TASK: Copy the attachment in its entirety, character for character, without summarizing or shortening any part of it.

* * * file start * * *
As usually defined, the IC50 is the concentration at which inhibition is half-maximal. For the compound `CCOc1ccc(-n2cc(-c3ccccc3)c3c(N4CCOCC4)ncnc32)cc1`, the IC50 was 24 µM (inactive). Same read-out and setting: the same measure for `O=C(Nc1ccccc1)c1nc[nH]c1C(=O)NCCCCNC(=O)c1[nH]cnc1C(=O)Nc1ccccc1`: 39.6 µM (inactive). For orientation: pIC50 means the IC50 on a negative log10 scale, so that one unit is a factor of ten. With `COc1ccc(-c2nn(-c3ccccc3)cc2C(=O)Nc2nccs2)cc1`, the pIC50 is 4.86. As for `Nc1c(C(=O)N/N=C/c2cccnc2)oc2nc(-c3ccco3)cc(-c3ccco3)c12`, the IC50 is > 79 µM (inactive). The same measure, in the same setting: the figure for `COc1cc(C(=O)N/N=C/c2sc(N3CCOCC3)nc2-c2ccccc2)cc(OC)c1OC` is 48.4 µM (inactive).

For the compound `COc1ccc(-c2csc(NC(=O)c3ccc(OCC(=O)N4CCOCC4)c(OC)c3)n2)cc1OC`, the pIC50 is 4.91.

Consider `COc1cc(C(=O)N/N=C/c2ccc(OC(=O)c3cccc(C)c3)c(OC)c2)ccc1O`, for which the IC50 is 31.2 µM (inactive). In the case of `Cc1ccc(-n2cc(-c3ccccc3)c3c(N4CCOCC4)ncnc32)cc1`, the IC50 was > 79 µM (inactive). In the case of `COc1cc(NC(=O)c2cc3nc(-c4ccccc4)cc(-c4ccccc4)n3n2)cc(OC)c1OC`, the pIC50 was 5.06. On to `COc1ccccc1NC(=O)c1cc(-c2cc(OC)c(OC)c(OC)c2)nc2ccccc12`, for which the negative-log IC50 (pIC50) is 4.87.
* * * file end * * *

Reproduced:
As usually defined, the IC50 is the concentration at which inhibition is half-maximal. For the compound `CCOc1ccc(-n2cc(-c3ccccc3)c3c(N4CCOCC4)ncnc32)cc1`, the IC50 was 24 µM (inactive). Same read-out and setting: the same measure for `O=C(Nc1ccccc1)c1nc[nH]c1C(=O)NCCCCNC(=O)c1[nH]cnc1C(=O)Nc1ccccc1`: 39.6 µM (inactive). For orientation: pIC50 means the IC50 on a negative log10 scale, so that one unit is a factor of ten. With `COc1ccc(-c2nn(-c3ccccc3)cc2C(=O)Nc2nccs2)cc1`, the pIC50 is 4.86. As for `Nc1c(C(=O)N/N=C/c2cccnc2)oc2nc(-c3ccco3)cc(-c3ccco3)c12`, the IC50 is > 79 µM (inactive). The same measure, in the same setting: the figure for `COc1cc(C(=O)N/N=C/c2sc(N3CCOCC3)nc2-c2ccccc2)cc(OC)c1OC` is 48.4 µM (inactive).

For the compound `COc1ccc(-c2csc(NC(=O)c3ccc(OCC(=O)N4CCOCC4)c(OC)c3)n2)cc1OC`, the pIC50 is 4.91.

Consider `COc1cc(C(=O)N/N=C/c2ccc(OC(=O)c3cccc(C)c3)c(OC)c2)ccc1O`, for which the IC50 is 31.2 µM (inactive). In the case of `Cc1ccc(-n2cc(-c3ccccc3)c3c(N4CCOCC4)ncnc32)cc1`, the IC50 was > 79 µM (inactive). In the case of `COc1cc(NC(=O)c2cc3nc(-c4ccccc4)cc(-c4ccccc4)n3n2)cc(OC)c1OC`, the pIC50 was 5.06. On to `COc1ccccc1NC(=O)c1cc(-c2cc(OC)c(OC)c(OC)c2)nc2ccccc12`, for which the negative-log IC50 (pIC50) is 4.87.